KU plant research takes root in garden
Kansas University scientists are preparing soil north of Lawrence, where they’ll plant a medicinal research garden. The 5-acre plot east of Lawrence Municipal Airport will be used to plant and test native plants for their medicinal properties.
The garden is a project of the Native Medicinal Plant Research Program at KU. The goal is to identify chemical compounds in plants that can be used in natural health remedies, cosmetic products, food and veterinary products.
“We use the fabulous chemistry facilities at KU and say, ‘OK, with these sorts of treatments, which of them has the highest content of the active medicinal constituents that we’re interested in?” said Kelly Kindscher, senior scientist at the Kansas Biological Survey.
Kindscher handles the botany side of the project while principal investigator and KU professor Barbara Timmermann leads the research team that tests the plants for medicinal value.
The project is financed by a $5 million grant from the Kansas Bioscience Authority. Kindscher and his team have approximately 20 species ready to be planted. He said they hope to have about 50 or 60 species planted by next year.
“For us, growing medicinal plants, we want to get good yields, and getting this great soil is important for our project,” Kindscher said.
The group is also reaching out to the Lawrence community for volunteers.
“There are people who are really interested in herbal medicine and there are people who are interested in gardening with native plants,” said Kirsten Bosnak, the program’s communications and outreach coordinator. She sees the garden as “a place where different groups can meet.”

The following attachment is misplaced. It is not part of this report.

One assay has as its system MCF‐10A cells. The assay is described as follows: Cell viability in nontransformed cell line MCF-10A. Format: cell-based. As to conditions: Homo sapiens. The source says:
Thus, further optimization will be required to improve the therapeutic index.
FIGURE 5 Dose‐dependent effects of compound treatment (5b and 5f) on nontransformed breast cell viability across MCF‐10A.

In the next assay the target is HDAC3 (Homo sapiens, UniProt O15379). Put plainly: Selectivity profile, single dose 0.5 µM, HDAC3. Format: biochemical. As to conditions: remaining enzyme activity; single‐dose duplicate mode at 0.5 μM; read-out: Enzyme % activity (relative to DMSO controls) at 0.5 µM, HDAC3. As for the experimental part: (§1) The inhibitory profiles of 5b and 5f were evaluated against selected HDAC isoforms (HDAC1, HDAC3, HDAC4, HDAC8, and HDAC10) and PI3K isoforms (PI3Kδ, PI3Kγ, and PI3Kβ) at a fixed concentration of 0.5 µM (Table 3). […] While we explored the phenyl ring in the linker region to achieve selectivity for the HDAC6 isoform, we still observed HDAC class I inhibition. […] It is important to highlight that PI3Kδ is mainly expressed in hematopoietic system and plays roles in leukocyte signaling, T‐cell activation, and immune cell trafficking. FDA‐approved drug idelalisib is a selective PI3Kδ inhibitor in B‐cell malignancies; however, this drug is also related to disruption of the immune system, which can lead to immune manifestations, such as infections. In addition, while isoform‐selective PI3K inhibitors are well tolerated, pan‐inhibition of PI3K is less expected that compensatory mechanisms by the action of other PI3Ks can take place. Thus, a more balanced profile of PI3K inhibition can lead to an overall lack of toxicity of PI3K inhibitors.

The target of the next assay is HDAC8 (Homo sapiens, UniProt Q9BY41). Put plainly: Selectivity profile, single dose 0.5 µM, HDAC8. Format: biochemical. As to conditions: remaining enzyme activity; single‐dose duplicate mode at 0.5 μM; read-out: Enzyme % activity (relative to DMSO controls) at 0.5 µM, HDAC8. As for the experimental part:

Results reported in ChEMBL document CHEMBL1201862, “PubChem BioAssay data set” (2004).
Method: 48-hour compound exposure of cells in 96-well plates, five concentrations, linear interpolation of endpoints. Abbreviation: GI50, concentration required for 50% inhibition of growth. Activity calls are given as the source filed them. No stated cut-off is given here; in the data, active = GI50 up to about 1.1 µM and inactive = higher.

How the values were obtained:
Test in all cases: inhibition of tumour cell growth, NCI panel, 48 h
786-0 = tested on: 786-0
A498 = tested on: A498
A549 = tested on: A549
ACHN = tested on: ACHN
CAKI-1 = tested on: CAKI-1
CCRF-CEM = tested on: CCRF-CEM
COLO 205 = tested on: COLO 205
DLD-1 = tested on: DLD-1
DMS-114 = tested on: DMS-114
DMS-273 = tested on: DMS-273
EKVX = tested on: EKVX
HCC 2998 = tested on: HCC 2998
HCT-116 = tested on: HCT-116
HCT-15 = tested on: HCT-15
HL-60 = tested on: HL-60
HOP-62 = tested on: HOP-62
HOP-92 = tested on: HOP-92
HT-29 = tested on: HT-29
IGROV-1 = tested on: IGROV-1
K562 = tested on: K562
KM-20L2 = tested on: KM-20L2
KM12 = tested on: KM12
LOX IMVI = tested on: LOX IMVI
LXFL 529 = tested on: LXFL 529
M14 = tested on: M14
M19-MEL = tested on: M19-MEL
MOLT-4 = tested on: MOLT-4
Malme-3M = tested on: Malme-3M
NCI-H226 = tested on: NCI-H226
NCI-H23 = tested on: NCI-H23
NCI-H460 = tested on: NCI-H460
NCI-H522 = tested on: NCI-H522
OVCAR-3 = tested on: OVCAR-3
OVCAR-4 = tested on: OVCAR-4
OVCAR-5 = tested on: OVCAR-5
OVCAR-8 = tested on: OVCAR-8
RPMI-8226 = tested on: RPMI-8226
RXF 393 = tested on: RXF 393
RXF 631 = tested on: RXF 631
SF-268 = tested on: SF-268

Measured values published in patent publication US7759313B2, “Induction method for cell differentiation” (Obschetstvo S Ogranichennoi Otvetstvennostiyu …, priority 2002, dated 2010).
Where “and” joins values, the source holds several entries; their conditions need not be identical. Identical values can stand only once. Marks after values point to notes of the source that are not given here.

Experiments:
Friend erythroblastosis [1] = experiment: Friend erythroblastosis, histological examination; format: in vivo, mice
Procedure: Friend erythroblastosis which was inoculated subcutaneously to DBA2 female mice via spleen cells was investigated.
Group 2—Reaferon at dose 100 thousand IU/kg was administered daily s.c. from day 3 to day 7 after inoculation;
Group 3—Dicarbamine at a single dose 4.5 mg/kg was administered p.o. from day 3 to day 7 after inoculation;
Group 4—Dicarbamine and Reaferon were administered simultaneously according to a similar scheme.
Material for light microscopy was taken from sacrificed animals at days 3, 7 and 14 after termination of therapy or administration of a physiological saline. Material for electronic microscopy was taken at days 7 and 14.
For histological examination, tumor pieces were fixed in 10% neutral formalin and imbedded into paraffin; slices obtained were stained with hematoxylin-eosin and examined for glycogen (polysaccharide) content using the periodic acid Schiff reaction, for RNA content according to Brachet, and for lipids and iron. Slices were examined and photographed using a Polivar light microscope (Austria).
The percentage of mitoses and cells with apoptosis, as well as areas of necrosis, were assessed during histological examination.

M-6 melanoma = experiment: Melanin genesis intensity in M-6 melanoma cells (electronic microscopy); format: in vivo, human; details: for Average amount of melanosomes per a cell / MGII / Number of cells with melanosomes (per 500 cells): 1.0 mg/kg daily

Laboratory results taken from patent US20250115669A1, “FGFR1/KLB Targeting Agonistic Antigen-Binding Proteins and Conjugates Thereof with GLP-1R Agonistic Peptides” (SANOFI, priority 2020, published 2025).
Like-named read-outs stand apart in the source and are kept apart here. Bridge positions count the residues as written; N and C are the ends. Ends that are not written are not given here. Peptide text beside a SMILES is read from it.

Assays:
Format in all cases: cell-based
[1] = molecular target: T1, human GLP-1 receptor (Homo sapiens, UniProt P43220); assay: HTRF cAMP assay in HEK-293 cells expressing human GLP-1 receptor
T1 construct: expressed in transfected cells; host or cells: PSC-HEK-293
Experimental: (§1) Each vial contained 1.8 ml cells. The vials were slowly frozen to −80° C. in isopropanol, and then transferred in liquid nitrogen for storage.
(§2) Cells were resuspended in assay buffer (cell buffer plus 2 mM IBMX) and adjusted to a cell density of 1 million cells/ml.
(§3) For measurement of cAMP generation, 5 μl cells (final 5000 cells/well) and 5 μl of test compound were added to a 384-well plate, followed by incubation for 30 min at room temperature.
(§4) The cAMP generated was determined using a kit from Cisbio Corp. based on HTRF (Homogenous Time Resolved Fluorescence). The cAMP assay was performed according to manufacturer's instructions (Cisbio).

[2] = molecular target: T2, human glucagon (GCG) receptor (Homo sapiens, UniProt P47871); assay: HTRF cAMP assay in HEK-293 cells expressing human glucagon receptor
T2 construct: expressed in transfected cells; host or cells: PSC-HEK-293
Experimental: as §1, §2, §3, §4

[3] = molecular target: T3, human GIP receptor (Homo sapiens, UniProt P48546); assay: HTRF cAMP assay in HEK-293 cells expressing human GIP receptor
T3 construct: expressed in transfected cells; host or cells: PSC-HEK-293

The land will not just serve as a research tool.
“We also want to make this an educational facility,” Kindscher said. “We want people to know that native plants are an important part of what’s around us.”
Kindscher’s group has also looked for input from the Native American community. His work is based on historical information.
“It’s great being here in Lawrence with Haskell and Native American influences,” he said, “because that’s where we start.”
He also said the group is interested “in the original Native American uses of plants because they knew a lot about the native plants of Kansas that haven’t been studied.”
The land, which was dedicated last weekend, is open to the public. The group plans to add an additional show garden for educational and recreational use. They also hope good weather and community involvement can help make their medicinal garden grow.
“My ultimate hope,” Kindscher said, “would be to have products that people would pick up to treat their cold or sore throats, and do that with a local Kansas product.”